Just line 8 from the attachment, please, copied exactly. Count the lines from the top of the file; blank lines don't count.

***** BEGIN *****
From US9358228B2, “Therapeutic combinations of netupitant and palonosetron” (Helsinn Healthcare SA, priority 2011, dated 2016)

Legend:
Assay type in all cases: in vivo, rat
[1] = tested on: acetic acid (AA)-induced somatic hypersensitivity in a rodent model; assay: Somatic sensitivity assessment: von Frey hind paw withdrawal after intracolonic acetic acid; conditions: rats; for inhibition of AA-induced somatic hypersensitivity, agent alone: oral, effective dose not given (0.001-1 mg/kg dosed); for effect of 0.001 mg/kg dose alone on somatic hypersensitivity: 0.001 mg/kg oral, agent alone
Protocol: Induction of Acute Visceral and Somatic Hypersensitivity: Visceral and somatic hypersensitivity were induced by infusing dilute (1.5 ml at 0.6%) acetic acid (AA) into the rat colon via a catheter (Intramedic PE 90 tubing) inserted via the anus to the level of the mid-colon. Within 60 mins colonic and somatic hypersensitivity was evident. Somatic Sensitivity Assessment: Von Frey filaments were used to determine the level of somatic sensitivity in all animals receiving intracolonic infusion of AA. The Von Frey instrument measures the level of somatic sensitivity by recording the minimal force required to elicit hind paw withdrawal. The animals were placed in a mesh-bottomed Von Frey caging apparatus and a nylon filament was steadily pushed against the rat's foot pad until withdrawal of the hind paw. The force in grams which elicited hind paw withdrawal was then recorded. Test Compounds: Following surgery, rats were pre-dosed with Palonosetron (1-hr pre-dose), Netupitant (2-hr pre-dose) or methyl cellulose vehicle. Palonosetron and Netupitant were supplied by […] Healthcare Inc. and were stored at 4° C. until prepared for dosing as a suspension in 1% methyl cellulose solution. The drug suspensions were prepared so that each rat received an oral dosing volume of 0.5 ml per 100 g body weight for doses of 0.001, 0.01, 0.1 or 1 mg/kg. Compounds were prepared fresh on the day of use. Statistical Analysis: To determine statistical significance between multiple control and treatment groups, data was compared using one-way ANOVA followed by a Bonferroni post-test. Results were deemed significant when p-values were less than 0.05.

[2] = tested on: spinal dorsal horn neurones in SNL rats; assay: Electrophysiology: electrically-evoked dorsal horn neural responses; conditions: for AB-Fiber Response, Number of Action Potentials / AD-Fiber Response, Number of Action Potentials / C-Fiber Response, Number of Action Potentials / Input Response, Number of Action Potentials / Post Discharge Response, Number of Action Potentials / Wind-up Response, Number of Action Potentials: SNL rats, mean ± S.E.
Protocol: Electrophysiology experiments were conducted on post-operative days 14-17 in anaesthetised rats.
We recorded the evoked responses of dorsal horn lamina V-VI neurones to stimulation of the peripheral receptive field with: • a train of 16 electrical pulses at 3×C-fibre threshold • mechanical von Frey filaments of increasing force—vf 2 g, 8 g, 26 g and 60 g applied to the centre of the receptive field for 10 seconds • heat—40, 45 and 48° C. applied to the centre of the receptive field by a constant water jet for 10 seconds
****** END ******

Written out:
We recorded the evoked responses of dorsal horn lamina V-VI neurones to stimulation of the peripheral receptive field with: • a train of 16 electrical pulses at 3×C-fibre threshold • mechanical von Frey filaments of increasing force—vf 2 g, 8 g, 26 g and 60 g applied to the centre of the receptive field for 10 seconds • heat—40, 45 and 48° C. applied to the centre of the receptive field by a constant water jet for 10 seconds